{E} But if ancient DNA recovered from permafrost is any sign, megafauna survived in the New World millennia after humanity arrived. As the permafrost in central Alaska cracked during springtime thaws, water that held DNA from life in the region leaked in, only to freeze again during the winter. As such, these genes can serve as markers of “ghost ranges” -remnant populations not preserved as fossil bones. Looking at mitochondrial DNA, evolutionary biologist Eske Willerslev of the University of Copenhagen and his colleagues suggest mammoths lasted until at least 10,500 years ago (as did horses, which actually originated in the Americas only to vanish there until the Europeans reintroduced them). (IELTS test papers offered by, copyright)

{F} Although the three papers appear to conflict with one another, they could be snapshots from the beginning, middle and end of a mass extinction. “If they seem to disagree, it is for the same reason as in chat fable about the three blind men trying to describe an elephant-or mammoth? – by touching different parts of it,” says ecologist Christopher Johnson of James Cook University in Australia, who did not take part in any of the studies.

{G} Johnson suggests the fungus research is superb evidence for when the decline began, but it is not as good at confirming exactly when the extinction was completed, especially over larger areas, populations might have persisted. The DNA finds, on the other hand, can detect late survivors, he says, “maybe very close to the actual time that the last individuals were alive, at least in Alaska.” The bones analyzed from the period roughly in between show that the extinction process afflicted many species simultaneously. Those fossils came from the contiguous U.S., which back then was separated from Alaska by the massive Laurentide and Cordilleran ice sheets and so, Faith notes, could explain why the pattern of extinction differed up there.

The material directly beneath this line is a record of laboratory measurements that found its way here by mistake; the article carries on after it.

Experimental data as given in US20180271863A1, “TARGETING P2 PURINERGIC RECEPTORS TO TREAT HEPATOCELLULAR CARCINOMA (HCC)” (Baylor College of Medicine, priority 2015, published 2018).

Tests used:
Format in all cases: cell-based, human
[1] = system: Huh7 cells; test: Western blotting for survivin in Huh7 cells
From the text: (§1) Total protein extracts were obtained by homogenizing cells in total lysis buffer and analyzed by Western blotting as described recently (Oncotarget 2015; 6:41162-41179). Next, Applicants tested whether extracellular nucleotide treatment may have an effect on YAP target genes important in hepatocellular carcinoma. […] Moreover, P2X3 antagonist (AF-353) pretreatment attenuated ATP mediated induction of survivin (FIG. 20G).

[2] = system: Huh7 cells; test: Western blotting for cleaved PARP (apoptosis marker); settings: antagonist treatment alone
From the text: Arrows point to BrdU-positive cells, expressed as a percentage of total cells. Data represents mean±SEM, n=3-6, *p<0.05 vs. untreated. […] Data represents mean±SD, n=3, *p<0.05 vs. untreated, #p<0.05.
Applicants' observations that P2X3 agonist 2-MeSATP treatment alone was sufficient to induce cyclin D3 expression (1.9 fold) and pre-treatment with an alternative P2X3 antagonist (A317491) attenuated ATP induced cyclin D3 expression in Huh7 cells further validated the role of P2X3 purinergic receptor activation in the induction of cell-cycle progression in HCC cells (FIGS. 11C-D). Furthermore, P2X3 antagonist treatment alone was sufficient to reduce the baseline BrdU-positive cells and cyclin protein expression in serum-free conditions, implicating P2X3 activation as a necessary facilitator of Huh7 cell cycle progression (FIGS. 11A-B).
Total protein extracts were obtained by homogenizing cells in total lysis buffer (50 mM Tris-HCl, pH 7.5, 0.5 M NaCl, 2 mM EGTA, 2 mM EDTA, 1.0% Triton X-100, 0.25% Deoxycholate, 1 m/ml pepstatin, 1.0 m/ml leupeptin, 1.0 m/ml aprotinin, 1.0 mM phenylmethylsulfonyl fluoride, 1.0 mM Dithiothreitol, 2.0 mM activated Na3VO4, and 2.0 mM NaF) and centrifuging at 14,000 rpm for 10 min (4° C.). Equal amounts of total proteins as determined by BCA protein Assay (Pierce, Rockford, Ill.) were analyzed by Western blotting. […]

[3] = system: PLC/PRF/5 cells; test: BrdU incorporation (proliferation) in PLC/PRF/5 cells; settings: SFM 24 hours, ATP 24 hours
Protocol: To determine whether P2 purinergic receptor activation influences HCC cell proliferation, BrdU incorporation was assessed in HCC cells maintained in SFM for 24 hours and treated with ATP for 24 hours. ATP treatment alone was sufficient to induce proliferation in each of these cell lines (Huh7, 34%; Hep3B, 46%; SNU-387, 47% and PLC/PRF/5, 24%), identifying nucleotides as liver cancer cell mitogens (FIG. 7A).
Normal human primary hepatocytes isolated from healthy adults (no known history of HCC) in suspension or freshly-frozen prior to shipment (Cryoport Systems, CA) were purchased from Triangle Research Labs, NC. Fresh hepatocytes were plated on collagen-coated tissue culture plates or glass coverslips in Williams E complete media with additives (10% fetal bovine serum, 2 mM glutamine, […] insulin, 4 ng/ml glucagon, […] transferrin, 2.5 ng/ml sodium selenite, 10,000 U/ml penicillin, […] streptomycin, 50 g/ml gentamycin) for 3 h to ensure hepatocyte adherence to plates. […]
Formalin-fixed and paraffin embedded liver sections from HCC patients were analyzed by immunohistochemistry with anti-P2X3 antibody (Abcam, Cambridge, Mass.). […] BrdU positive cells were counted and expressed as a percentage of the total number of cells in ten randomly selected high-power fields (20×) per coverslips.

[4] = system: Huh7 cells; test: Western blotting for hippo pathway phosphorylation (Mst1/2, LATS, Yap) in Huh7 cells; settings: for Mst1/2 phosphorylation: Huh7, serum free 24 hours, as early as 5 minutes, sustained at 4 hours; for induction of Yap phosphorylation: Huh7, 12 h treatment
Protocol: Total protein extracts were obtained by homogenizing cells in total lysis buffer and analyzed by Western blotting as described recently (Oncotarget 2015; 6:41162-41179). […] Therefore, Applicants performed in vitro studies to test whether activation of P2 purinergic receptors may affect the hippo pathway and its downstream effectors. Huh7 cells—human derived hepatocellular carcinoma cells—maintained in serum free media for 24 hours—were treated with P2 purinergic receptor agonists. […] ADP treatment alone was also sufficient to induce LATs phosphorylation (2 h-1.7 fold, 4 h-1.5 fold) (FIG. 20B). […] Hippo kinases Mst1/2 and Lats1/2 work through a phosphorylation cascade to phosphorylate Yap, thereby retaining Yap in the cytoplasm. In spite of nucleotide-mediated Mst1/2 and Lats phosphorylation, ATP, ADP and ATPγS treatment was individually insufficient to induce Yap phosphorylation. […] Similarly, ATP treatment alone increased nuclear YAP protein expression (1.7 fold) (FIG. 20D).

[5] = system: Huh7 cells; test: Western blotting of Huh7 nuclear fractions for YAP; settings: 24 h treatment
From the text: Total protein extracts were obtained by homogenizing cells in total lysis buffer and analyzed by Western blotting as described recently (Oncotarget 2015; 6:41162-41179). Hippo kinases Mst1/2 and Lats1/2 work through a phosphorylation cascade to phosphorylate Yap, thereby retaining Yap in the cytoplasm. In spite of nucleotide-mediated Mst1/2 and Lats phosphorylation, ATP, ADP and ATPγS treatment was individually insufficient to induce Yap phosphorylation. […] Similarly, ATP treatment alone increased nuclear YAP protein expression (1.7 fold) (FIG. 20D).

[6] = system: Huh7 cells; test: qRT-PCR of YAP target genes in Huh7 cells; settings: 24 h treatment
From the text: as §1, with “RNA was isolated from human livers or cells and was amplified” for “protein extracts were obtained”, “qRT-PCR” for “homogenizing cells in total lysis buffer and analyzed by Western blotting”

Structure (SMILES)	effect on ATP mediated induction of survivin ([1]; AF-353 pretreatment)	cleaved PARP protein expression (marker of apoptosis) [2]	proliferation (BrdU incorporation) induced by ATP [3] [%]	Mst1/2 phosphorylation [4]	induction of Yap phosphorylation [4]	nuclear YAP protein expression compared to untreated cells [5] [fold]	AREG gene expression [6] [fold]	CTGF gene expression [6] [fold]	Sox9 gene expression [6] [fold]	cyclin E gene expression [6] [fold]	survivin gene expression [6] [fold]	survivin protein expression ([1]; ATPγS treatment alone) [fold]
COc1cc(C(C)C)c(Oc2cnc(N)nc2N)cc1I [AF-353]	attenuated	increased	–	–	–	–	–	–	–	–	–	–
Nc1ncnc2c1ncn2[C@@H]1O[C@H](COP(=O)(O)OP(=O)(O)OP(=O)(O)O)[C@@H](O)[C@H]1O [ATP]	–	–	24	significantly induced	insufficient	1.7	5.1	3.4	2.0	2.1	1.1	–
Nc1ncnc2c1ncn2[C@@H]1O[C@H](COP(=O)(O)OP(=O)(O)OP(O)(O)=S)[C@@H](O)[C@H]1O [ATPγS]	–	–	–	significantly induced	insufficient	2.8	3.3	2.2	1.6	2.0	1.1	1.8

{H} So what caused the decline? The jury’s still out, says Willerslev’s collaborator Ross MacPhee of the American Museum of Natural History in New York City. Johnson notes that archaeologists are turning up evidence of humans in the New World before Clovis, and he suggests they overhunted the megafauna. The beautifully crafted fluted spear points linked with the Clovis might reflect strategies developed once the giants became rare and harder to hunt, Johnson adds.

{I} Even if scientists cannot definitively finger the killer, research into the megafauna disappearance “is directly relevant today because we are in the middle of a mass extinction and one for which we know the cause us, ” Gill says. “Large animals are among the most threatened today,” she points out, and no one wants Africa to follow the ancient experience of the Americas.

Questions 1-3 Academic IELTS Reading Test 121

Choose the correct letter, A, B, C or D. 

Write your answers in boxes 1-3 on your answer sheet.

Question 1 Mammoths are animals that

(A) still exist recently in the Americas 

(B) sometimes consumed fleshes, for example horses 

(C) faced extinction at least 10,000 years ago. 

(D) nobody has found their DNAs yet